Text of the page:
In Review: Stranger Things: Kamchatka #1

Demogorgon terror in Russia! A Russian scientist is kidnapped by Soviet troops, leaving nothing for his two teenage children but a mysterious case and a whole lot of questions.
Kamchatka

Synopsis: In Kamchatka.  Demogorgon terror in Russia! A Russian scientist is kidnapped by Soviet troops, leaving nothing for his two teenage children but a mysterious case and a whole lot of questions. While their father is dragooned into weaponizing a monster brought back from the US, the two teenagers embark on a harrowing and perilous journey to find him with help from an unlikely ally: an old bad@$$ KGB spy.

 

The Story

As seen in the last episode of Stranger Things. Russia has gotten hold of a Demogorgon and this comic focuses on a scientist that is kidnapped by the Russian Government to help them weaponize it. It turns out that Dr. Orlov has developed a machine that can enable humans to use telekinesis and The KGB want Orlov to use it on their Demogorgon. With their father taken hostage by the KGB Anna and Leonid are trying to figure out why he has been taken and what the device is that their father has left in their care. Helping them in their mission is a former KGB agent who does not like the direction that his country is headed in.

 

The Artwork

Artist Todor Hristov and colorist Dan Jackson do a fantastic job of capturing a rather oppressive vibe to the atmosphere and surroundings that Anna and Leonid are living in. The colors have a muted quality to them, which suits the time period that this book is set. The big drawing of the Demogorgon that we glimpse early on in the book is a brilliant reminder of how imposing these creatures are. The visual style of the art is very representative of how the soviet union was depicted in movies from the 1980s.

 

Overall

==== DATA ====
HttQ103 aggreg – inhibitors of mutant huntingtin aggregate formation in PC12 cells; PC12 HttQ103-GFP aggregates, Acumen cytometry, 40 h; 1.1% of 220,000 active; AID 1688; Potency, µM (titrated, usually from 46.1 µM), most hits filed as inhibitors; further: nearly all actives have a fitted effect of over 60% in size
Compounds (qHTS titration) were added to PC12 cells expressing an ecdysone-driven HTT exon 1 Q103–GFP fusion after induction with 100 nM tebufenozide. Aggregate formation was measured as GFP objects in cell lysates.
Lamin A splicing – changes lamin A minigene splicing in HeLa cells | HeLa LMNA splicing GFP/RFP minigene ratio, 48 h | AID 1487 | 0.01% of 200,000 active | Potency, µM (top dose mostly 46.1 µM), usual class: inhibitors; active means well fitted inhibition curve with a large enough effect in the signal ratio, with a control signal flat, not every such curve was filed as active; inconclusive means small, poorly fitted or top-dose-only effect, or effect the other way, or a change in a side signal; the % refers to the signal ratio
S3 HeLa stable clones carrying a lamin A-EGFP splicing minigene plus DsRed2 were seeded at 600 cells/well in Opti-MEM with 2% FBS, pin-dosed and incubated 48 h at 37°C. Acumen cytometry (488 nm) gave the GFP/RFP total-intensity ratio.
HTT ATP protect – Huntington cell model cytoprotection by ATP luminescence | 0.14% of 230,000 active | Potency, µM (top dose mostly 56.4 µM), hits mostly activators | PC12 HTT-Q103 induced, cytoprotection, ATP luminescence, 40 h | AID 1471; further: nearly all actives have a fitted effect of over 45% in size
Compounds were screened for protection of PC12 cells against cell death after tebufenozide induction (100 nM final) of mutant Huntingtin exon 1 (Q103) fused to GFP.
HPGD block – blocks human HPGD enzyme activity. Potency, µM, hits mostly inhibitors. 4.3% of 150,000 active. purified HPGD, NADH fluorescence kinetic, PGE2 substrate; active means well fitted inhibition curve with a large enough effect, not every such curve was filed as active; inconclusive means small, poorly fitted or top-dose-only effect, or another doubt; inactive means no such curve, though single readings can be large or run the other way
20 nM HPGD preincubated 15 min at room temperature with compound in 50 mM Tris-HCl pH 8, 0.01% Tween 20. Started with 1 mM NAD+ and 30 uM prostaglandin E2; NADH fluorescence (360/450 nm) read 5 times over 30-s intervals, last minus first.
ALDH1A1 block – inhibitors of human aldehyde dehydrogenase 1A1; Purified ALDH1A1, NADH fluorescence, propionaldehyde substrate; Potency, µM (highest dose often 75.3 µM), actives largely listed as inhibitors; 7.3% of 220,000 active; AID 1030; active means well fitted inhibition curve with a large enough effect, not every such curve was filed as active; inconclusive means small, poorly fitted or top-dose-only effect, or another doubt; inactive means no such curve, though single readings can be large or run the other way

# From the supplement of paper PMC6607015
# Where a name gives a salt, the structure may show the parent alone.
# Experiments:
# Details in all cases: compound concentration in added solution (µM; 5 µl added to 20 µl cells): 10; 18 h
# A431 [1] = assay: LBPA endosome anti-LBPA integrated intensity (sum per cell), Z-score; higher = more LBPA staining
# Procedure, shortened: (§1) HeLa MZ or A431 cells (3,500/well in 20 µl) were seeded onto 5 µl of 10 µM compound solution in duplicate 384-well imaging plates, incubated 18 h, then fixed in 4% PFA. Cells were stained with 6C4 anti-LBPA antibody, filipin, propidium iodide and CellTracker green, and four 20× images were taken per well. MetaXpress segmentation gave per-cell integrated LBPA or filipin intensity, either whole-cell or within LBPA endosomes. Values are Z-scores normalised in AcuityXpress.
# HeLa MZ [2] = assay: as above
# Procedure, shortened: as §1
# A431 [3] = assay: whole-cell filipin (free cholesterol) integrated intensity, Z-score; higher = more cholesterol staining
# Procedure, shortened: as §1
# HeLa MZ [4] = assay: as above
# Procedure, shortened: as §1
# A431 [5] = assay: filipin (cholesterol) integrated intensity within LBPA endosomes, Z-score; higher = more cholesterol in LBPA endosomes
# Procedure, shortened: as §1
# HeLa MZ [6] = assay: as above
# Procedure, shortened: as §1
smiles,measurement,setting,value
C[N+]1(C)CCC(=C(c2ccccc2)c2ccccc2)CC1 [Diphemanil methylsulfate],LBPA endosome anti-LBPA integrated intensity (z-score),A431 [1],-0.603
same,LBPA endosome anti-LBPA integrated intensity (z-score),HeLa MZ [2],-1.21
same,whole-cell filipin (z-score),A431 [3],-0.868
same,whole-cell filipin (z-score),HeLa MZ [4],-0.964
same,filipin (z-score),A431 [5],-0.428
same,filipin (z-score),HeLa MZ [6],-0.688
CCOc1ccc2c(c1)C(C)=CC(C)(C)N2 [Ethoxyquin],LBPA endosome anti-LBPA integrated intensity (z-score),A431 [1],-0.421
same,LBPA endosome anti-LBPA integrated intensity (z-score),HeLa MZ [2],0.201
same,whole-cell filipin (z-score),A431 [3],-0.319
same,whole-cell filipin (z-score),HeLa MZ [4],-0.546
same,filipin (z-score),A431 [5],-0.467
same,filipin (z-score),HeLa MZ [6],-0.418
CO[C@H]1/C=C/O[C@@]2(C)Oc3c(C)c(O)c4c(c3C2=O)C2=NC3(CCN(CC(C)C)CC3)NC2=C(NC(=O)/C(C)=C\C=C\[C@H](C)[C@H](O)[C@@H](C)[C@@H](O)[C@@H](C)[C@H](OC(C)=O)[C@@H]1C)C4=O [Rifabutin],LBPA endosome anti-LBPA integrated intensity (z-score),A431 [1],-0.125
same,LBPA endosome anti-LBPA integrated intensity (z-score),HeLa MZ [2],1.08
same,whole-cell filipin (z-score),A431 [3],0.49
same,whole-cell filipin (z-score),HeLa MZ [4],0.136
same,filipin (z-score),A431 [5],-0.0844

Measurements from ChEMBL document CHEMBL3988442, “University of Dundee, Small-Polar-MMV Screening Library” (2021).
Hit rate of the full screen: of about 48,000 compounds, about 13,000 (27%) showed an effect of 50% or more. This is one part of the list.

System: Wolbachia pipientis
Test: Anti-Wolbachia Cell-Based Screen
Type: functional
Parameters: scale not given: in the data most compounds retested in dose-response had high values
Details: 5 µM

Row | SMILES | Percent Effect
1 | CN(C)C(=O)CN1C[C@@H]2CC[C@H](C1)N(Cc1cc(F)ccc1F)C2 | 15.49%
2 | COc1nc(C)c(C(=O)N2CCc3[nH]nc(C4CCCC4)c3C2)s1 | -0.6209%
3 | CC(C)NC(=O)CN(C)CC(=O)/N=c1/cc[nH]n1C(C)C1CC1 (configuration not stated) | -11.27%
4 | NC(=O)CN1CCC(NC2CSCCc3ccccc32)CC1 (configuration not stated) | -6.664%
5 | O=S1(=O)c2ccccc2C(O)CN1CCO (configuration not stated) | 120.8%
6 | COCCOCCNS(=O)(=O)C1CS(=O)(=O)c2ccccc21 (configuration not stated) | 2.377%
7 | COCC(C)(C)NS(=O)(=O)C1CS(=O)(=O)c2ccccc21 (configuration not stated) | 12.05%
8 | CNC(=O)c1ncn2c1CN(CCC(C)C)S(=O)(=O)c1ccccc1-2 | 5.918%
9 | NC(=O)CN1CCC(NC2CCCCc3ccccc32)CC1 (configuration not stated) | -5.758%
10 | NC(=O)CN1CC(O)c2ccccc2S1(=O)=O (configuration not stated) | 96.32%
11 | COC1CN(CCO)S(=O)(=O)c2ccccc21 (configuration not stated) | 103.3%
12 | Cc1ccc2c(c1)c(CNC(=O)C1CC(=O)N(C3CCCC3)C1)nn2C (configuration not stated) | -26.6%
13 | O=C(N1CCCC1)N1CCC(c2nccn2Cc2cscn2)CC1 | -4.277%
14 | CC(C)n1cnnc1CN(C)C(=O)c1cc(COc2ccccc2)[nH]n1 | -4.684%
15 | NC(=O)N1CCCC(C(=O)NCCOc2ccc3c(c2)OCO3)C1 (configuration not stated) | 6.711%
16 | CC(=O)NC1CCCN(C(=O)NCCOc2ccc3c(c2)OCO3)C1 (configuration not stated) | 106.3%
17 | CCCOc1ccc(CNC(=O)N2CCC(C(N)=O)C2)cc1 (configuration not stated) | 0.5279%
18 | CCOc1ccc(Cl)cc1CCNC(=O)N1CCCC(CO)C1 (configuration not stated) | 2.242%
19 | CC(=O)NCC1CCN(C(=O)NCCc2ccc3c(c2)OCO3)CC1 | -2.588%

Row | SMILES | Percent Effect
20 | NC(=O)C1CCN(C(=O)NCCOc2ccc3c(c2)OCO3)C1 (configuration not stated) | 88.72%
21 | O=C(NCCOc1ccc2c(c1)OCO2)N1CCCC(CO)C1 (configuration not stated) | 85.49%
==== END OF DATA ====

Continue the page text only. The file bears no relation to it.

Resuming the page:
Writer Michael Moreci does a fantastic job of capitalizing on the Russian aspect of Stranger Things, which was introduced in the season three cliffhanger. The character of Dr. Orlov is very much a scientist with a conscience. But his children Anna and Leonid look like they could well become the Russian counterparts to the heroic kids from Hawkins. You immediately like them.

Overall. I’m invested enough in Kamchatka to go the full distance as it is a nice follow-on from the last mini-series, but from an alternate perspective.

9.6
Stranger Things: Kamchatka #1
  • Covers
    9.5
  • Story
    9.7
  • Artwork
    9.8
  • Lettering
    9.4
  • Colours
    9.8

Ian Cullen is the founder of scifipulse.net and has been a fan of science fiction and fantasy from birth. In the past few years he has written for 'Star Trek' Magazine as well as interviewed numerous comics writers, television producers and actors for the SFP-NOW podcast at: www.scifipulseradio.com When he is not writing for scifipulse.net Ian enjoys playing his guitar, studying music, watching movies and reading his comics. Ian is both the founder and owner of scifipulse.net You can contact ian at: ian@scifipulse.net
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